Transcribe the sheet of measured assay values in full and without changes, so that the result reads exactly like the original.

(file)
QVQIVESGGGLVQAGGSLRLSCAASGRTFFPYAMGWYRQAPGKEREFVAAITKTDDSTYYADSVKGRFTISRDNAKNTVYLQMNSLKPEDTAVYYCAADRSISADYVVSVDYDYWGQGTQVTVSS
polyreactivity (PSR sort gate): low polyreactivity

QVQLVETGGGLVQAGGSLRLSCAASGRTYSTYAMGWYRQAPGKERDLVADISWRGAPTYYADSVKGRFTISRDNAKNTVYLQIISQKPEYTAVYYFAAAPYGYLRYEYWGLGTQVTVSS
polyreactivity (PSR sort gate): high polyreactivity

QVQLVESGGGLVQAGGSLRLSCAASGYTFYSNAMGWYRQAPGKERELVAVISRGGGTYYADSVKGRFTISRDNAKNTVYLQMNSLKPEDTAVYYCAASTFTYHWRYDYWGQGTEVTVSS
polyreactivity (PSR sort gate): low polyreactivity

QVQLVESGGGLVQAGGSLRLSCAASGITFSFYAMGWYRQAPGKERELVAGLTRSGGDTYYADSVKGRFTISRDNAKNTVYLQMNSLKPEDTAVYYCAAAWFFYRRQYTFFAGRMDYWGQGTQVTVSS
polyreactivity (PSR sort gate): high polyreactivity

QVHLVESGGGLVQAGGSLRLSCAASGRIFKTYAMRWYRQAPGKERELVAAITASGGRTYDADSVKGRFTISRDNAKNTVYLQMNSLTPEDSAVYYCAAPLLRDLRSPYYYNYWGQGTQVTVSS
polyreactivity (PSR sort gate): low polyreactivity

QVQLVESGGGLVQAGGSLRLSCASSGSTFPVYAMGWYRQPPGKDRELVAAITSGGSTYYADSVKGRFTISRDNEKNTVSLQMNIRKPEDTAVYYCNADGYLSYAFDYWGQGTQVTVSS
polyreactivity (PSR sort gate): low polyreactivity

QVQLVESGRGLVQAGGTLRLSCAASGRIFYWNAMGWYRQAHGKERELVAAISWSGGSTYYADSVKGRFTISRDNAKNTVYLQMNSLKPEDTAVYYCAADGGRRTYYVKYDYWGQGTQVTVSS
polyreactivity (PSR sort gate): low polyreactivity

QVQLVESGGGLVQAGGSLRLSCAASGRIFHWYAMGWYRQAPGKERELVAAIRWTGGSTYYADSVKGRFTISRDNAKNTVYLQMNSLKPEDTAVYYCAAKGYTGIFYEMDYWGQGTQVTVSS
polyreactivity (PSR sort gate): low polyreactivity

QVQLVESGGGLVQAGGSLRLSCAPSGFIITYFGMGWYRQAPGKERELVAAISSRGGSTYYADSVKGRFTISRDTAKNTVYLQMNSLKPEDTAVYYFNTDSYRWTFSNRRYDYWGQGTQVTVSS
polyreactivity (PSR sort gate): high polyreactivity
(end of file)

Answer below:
QVQIVESGGGLVQAGGSLRLSCAASGRTFFPYAMGWYRQAPGKEREFVAAITKTDDSTYYADSVKGRFTISRDNAKNTVYLQMNSLKPEDTAVYYCAADRSISADYVVSVDYDYWGQGTQVTVSS
polyreactivity (PSR sort gate): low polyreactivity

QVQLVETGGGLVQAGGSLRLSCAASGRTYSTYAMGWYRQAPGKERDLVADISWRGAPTYYADSVKGRFTISRDNAKNTVYLQIISQKPEYTAVYYFAAAPYGYLRYEYWGLGTQVTVSS
polyreactivity (PSR sort gate): high polyreactivity

QVQLVESGGGLVQAGGSLRLSCAASGYTFYSNAMGWYRQAPGKERELVAVISRGGGTYYADSVKGRFTISRDNAKNTVYLQMNSLKPEDTAVYYCAASTFTYHWRYDYWGQGTEVTVSS
polyreactivity (PSR sort gate): low polyreactivity

QVQLVESGGGLVQAGGSLRLSCAASGITFSFYAMGWYRQAPGKERELVAGLTRSGGDTYYADSVKGRFTISRDNAKNTVYLQMNSLKPEDTAVYYCAAAWFFYRRQYTFFAGRMDYWGQGTQVTVSS
polyreactivity (PSR sort gate): high polyreactivity

QVHLVESGGGLVQAGGSLRLSCAASGRIFKTYAMRWYRQAPGKERELVAAITASGGRTYDADSVKGRFTISRDNAKNTVYLQMNSLTPEDSAVYYCAAPLLRDLRSPYYYNYWGQGTQVTVSS
polyreactivity (PSR sort gate): low polyreactivity

QVQLVESGGGLVQAGGSLRLSCASSGSTFPVYAMGWYRQPPGKDRELVAAITSGGSTYYADSVKGRFTISRDNEKNTVSLQMNIRKPEDTAVYYCNADGYLSYAFDYWGQGTQVTVSS
polyreactivity (PSR sort gate): low polyreactivity

QVQLVESGRGLVQAGGTLRLSCAASGRIFYWNAMGWYRQAHGKERELVAAISWSGGSTYYADSVKGRFTISRDNAKNTVYLQMNSLKPEDTAVYYCAADGGRRTYYVKYDYWGQGTQVTVSS
polyreactivity (PSR sort gate): low polyreactivity

QVQLVESGGGLVQAGGSLRLSCAASGRIFHWYAMGWYRQAPGKERELVAAIRWTGGSTYYADSVKGRFTISRDNAKNTVYLQMNSLKPEDTAVYYCAAKGYTGIFYEMDYWGQGTQVTVSS
polyreactivity (PSR sort gate): low polyreactivity

QVQLVESGGGLVQAGGSLRLSCAPSGFIITYFGMGWYRQAPGKERELVAAISSRGGSTYYADSVKGRFTISRDTAKNTVYLQMNSLKPEDTAVYYFNTDSYRWTFSNRRYDYWGQGTQVTVSS
polyreactivity (PSR sort gate): high polyreactivity